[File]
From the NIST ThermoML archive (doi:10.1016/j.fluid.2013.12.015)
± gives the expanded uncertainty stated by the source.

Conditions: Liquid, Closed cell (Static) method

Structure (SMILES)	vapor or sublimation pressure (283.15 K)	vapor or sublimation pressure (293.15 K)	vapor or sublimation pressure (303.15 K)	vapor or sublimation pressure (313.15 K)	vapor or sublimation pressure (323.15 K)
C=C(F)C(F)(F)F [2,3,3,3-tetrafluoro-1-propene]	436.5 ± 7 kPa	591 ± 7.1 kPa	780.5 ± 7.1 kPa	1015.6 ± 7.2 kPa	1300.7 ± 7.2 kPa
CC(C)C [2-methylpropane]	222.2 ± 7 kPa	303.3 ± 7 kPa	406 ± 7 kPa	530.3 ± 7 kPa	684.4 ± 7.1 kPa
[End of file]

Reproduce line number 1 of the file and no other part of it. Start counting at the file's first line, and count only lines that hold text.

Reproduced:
From the NIST ThermoML archive (doi:10.1016/j.fluid.2013.12.015)